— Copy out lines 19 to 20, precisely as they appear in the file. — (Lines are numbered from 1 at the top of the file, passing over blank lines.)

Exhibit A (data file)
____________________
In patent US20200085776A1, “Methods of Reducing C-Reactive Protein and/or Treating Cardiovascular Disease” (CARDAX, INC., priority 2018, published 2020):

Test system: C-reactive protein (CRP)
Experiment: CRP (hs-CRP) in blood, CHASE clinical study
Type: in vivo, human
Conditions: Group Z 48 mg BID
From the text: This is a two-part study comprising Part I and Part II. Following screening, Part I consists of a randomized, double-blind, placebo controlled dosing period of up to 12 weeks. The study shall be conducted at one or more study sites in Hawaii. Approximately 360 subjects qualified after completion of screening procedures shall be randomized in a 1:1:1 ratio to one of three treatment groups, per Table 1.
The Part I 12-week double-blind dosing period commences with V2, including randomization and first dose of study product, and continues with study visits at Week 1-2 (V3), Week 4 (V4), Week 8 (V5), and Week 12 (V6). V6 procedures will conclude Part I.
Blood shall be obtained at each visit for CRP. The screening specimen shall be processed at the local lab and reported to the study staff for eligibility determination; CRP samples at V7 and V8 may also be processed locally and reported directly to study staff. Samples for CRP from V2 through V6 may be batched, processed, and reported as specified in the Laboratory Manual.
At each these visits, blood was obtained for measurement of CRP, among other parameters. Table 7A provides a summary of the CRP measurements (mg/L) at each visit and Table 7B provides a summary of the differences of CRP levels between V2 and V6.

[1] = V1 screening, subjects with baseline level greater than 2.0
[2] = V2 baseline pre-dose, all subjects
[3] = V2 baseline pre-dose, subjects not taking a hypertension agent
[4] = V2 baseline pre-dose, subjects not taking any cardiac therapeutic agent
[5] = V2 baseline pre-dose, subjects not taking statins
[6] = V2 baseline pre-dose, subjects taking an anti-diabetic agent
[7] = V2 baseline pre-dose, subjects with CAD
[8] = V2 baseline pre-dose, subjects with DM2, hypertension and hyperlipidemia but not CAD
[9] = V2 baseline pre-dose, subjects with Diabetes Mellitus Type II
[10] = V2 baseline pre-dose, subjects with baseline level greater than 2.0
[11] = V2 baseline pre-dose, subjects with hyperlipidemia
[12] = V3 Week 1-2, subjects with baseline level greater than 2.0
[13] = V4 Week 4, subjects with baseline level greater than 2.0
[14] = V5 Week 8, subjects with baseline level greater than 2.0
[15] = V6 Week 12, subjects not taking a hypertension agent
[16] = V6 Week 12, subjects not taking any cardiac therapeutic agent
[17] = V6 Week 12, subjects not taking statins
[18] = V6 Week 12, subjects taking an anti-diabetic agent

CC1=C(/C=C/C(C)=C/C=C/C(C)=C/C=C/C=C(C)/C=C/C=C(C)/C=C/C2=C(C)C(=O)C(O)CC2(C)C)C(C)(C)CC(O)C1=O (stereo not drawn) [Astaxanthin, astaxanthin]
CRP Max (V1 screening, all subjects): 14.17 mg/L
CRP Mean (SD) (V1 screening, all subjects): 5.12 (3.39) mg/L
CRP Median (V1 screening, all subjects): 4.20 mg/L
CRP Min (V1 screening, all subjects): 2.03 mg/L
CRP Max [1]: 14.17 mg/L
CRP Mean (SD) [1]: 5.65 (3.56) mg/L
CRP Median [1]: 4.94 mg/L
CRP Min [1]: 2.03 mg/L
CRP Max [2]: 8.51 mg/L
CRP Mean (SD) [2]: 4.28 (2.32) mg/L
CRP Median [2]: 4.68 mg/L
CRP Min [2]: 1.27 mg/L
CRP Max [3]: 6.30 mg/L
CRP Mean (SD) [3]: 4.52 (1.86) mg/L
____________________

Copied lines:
[10] = V2 baseline pre-dose, subjects with baseline level greater than 2.0
[11] = V2 baseline pre-dose, subjects with hyperlipidemia